Skip to Content

Frequently Asked Questions about Parole

Probation and Parole are both types of community supervision. Jurisdiction over probation belongs to the sentencing Court. Jurisdiction over parole belongs to the Board of Parole (BOP). The Department of Correction (a separate agency from BOP) provides the supervision for both probationers and parolees in the community. Convicted offenders may either be released on probation by the Court; or sentenced to serve time in a jail or prison and subsequently become eligible to be released on parole by the Board. The initial decision about sentencing all offenders is made by a Judge, in compliance with the laws of the State of Tennessee. Decisions to issue a warrant, revoke or reinstate the community supervision status, are made about probationers by the Court, and about parolees by the Board. While on probation or parole, offenders must generally reside in a certain location, be employed and obey particular rules called "conditions". The offender being supervised is to report to, accept advice and instructions from, and maintain contact with a TDOC Probation/Parole Officer.

Probationers who have been released but who violate the conditions, must go back to the sentencing Judge, who may decide to revoke the probation status and send the offender to prison to serve the full suspended sentence, with no credit given for time on probation. If successful on probation, offenders must continue reporting to the P/P Officer until the Judge releases them from the obligation.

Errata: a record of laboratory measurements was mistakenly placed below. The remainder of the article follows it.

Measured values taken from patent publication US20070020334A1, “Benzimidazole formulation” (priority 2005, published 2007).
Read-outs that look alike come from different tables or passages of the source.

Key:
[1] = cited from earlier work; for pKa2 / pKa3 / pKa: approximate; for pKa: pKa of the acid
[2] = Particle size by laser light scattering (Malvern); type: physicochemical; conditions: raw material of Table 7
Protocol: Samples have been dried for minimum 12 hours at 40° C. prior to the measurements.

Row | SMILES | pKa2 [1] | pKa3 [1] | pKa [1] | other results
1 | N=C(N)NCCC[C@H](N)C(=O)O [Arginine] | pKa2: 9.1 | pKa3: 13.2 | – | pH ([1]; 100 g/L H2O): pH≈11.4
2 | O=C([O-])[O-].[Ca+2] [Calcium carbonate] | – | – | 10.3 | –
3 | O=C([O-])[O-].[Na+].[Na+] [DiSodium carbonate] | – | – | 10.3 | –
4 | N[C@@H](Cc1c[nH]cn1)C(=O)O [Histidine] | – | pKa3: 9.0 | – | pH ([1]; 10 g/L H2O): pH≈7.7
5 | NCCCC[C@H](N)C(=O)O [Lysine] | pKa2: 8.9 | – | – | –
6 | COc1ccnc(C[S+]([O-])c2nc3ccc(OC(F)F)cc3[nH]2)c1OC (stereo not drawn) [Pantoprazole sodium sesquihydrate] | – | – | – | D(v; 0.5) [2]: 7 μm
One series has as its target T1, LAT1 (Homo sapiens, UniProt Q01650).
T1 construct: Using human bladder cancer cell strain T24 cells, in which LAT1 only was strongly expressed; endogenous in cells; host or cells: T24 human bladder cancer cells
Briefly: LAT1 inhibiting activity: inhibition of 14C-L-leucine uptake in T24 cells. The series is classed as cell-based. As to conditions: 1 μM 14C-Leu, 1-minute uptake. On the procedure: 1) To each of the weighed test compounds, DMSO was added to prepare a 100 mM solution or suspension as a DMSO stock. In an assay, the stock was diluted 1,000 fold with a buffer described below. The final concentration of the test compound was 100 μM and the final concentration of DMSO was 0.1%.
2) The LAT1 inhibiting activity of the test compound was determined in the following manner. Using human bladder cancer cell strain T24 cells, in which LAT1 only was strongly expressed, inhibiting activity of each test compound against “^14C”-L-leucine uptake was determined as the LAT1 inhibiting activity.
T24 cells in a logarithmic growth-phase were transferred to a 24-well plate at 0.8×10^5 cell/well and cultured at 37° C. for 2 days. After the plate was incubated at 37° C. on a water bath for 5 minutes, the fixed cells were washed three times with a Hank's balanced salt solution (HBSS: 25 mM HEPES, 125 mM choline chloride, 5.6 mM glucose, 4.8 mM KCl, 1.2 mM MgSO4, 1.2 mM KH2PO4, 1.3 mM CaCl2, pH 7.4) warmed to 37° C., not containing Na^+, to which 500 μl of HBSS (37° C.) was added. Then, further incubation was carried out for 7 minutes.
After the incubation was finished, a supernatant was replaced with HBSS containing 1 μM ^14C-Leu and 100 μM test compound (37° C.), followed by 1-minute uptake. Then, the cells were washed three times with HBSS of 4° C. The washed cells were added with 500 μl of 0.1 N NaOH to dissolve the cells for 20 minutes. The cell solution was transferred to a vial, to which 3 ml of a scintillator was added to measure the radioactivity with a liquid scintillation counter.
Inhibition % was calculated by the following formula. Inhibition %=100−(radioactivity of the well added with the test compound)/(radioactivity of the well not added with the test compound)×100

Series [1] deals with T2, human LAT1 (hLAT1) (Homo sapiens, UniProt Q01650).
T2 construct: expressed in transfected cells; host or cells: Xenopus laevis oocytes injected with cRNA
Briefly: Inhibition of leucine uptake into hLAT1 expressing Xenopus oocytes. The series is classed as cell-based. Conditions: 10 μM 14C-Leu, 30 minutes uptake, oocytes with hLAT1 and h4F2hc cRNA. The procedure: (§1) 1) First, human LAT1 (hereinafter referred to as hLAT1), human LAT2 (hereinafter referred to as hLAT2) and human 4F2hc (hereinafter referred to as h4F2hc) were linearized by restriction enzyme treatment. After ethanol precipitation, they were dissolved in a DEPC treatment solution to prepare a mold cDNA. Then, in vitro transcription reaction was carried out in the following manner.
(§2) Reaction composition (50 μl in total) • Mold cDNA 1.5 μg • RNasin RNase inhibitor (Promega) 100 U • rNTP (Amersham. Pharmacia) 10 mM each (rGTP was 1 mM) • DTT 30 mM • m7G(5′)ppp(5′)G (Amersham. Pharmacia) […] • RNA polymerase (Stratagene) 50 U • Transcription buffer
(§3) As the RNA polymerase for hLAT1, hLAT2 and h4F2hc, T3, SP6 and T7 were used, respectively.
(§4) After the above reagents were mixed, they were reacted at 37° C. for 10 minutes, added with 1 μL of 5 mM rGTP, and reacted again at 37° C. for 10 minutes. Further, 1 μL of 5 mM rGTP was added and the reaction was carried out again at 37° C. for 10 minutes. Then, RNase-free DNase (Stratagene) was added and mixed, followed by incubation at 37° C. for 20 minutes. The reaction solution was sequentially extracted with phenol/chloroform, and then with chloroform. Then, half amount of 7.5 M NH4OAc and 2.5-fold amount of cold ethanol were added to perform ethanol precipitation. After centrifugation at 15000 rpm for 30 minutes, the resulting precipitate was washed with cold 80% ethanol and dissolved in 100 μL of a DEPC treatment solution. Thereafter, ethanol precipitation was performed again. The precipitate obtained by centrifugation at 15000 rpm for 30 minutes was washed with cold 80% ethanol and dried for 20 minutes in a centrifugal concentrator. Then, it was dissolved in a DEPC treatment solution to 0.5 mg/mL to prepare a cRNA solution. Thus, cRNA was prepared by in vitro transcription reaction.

Parolees must have served at least the amount of penal time required by a given sentence, been certified as eligible by the Tennessee Department of Correction for a hearing, and been scheduled for a hearing before the Board. Some offenders are granted release to serve the balance of an indeterminate or unexpired sentence under supervision, while others are not approved for parole release. Parolees are subject to having parole revoked and being returned to prison to finish their sentences, if they violate conditions.

  • What is the Board of Parole and What does the Board do?

  • What is the difference between a felony and a misdemeanor?

  • What is Determinate Release?

  • What is Community Corrections?

  • What is the Interstate Compact?

  • What is the Sex Offender Registry?

  • Why do some offenders live at unknown addresses?

  • What is private probation?

  • What is the DNA registry?

  • Why do offenders on community supervision have to pay fees?

  • Why doesn’t the Board of Parole consider offenders for parole sooner?

  • Who determines when an offender is eligible for parole?

  • What factors do Board Members consider when deciding whether to grant parole?

  • Who is notified when parole hearings are to be held?

  • Are parole hearings open to the public?

  • What are the reasons for denying parole?

  • Can a grant of parole be denied just because someone objects to it?

  • Can offenders be released on parole even if they don't have a place to work?

  • Why can’t an offender be released to an out-of-state location if that is his or her home state?

  • Can an offender be granted parole and his or her co-defendants be denied parole?